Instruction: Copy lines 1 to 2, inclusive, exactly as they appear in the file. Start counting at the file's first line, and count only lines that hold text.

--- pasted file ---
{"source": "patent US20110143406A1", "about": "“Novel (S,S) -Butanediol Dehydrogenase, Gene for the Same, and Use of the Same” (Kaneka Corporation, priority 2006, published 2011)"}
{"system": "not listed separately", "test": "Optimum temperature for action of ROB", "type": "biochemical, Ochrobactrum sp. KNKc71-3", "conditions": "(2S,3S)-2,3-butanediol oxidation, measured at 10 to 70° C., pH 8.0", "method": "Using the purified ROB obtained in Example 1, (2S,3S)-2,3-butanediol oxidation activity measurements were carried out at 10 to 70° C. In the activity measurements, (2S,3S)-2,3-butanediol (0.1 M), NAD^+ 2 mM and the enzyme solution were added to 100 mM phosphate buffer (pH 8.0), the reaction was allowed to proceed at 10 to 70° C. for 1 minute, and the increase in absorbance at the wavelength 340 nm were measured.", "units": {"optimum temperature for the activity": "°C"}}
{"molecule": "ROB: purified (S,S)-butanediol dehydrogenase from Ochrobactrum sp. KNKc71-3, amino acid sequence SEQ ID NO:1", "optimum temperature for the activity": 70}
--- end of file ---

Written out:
{"source": "patent US20110143406A1", "about": "“Novel (S,S) -Butanediol Dehydrogenase, Gene for the Same, and Use of the Same” (Kaneka Corporation, priority 2006, published 2011)"}
{"system": "not listed separately", "test": "Optimum temperature for action of ROB", "type": "biochemical, Ochrobactrum sp. KNKc71-3", "conditions": "(2S,3S)-2,3-butanediol oxidation, measured at 10 to 70° C., pH 8.0", "method": "Using the purified ROB obtained in Example 1, (2S,3S)-2,3-butanediol oxidation activity measurements were carried out at 10 to 70° C. In the activity measurements, (2S,3S)-2,3-butanediol (0.1 M), NAD^+ 2 mM and the enzyme solution were added to 100 mM phosphate buffer (pH 8.0), the reaction was allowed to proceed at 10 to 70° C. for 1 minute, and the increase in absorbance at the wavelength 340 nm were measured.", "units": {"optimum temperature for the activity": "°C"}}